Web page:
‘Protect the NHS’: Doctors Applying DNRs Without Consent May Have Caused Avoidable Deaths

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The UK’s care watchdog has heard evidence that NHS doctors enforced ‘do not attempt cardiopulmonary resuscitation’ (DNACPR) orders on care home patients during the coronavirus wave, admitting the decisions could have caused avoidable deaths.

The Care and Quality Commission (CQC) initiated an investigation in October after concerns were raised that doctors and GP surgeries were ordering blanket DNACPRs on elderly people in care homes and the disabled in case they caught the Chinese coronavirus.

The CQC said in its interim report published on Wednesday that complaints related to DNACPRs had increased from March to September — during the so-called ‘first wave’ of coronavirus — claiming that orders were being put in place without the person or the family’s consultation.

“There is evidence of unacceptable and inappropriate DNACPRs being made at the start of the pandemic,” the report said, however, warning that months after the media began reporting claims of misuse by patients and family members that “It is possible that in some cases inappropriate DNACPRs remain in place.”

In some cases, families were told their loved ones had consented, but there were questions over whether this was “informed consent” due to issues such as deafness, the resident not being able to speak English, or where families had had discussions with the resident previously suggesting other wishes.

The report also found complaints related to orders being placed “on numerous people routinely”.

“For example, one [witness] told us the doctor on call had advised care home staff that if the older people in their care contracted COVID-19, they would have a DNACPR put in place. Another said doctors were refusing to visit a care home because they had had two residents die from COVID-19. Care staff were asked to take observations that they were not trained for, and all residents had a DNACPR in place,” the report found.

There were also complaints that when DNACPRs were put in place, that there were delays in care, such as calling doctors or ambulances, with some patients saying they were pressured into agreeing to stay at home and not go to hospital if they contracted coronavirus.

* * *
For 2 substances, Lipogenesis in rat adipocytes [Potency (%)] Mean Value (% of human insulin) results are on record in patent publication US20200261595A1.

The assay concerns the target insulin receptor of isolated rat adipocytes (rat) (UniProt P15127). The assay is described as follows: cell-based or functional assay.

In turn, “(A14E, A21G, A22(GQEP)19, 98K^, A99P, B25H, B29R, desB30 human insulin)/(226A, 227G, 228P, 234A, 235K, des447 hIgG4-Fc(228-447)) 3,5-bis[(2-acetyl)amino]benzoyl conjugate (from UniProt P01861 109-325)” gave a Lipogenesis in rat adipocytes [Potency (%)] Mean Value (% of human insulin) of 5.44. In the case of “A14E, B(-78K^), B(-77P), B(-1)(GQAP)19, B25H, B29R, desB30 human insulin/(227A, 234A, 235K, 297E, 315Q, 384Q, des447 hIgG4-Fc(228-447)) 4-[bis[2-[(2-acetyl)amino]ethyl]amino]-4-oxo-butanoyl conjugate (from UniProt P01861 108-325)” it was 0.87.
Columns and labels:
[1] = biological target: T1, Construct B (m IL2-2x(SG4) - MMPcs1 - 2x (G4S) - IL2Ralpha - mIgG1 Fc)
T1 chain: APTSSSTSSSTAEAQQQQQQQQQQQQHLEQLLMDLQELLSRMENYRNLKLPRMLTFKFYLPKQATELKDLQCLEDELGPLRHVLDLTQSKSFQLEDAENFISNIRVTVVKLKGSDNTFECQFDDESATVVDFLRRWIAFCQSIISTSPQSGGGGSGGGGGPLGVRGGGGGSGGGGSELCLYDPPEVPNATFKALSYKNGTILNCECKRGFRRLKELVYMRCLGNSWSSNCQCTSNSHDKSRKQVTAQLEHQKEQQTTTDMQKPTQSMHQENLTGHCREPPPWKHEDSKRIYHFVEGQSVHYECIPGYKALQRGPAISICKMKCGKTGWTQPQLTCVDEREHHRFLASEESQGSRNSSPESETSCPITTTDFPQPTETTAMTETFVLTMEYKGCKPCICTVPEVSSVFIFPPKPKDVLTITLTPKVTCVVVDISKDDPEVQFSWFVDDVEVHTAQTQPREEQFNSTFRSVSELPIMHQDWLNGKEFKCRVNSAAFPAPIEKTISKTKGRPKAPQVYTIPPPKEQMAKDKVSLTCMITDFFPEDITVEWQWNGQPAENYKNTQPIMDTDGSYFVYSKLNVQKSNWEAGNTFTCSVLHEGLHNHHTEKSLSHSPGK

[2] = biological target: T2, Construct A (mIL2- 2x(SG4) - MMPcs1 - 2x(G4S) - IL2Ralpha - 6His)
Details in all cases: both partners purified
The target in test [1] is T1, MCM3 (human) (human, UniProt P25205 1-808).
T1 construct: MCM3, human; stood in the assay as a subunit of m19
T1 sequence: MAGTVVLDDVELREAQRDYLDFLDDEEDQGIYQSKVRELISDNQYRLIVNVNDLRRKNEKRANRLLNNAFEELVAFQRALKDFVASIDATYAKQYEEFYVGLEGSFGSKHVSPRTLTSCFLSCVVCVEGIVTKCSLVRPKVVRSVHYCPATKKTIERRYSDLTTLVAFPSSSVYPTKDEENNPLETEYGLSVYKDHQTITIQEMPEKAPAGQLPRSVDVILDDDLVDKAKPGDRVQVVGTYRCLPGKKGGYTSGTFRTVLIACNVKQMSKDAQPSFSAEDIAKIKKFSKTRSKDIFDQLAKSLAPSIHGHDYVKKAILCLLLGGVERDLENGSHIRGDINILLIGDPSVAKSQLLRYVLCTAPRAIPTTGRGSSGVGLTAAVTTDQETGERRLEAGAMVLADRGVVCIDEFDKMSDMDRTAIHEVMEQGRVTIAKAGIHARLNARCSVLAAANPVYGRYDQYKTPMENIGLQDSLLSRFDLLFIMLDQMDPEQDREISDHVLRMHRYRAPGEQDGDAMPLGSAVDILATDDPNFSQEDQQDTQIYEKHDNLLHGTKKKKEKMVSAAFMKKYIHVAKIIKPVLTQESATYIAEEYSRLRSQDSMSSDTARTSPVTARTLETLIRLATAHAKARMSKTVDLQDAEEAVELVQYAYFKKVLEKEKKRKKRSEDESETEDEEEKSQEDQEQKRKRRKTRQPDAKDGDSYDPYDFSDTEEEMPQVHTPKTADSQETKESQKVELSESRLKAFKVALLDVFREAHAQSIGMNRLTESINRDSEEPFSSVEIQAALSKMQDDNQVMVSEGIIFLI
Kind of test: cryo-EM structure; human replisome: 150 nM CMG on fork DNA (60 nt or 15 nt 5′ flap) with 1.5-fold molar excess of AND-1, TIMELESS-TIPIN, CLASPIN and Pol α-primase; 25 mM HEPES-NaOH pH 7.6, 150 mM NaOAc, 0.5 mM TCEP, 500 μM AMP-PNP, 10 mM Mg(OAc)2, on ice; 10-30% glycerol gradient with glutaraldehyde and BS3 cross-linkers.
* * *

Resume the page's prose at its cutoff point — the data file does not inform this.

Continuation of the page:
Some 34 per cent of people working in health or social care felt “under pressure to put DNACPRs in place without involving the person”, the interim report said. Some care homes and facilities that provide services to those with learning disabilities had also “received instructions from GPs to place blanket DNACPRs on people in their care”.

In remarks that highlighted denying care to ill patients may have cost lives, the watchdog said: “The blanket and inappropriate use of DNACPR and poor individual clinical decisionmaking must be seen in the context of decisions and steps that limit older and disabled people’s access to hospital, including to critical care, for necessary treatment for COVID-19 and other conditions.

“This could have had an impact, including potentially avoidable death, on older people and disabled people living in care homes, including those with physical and sensory impairments, people with a learning disability or cognitive impairments such as dementia.”

Highlighting a repeated government refrain from early on in the pandemic, the report said that stakeholders in the review — such as charities and other watchdogs — observed that there might have been a ‘misinterpretation’ over the “protect the NHS” message, which may have contributed to doctors deciding to remove life-saving interventions from vulnerable people’s care plans in order to avoid a burden on the service.

A report from last month revealed that there were twice as many stillbirths during the height of the coronavirus outbreak compare with the same period last year. The president of the Royal College of Obstetricians and Gynaecologists (RCOG) suggested that it could have been due to women feeling discouraged from seeking medical help because they did not want to “burden the NHS”.

The Care and Quality Commission will release its full report on the misuse of do-not-resuscitate orders in February 2021.

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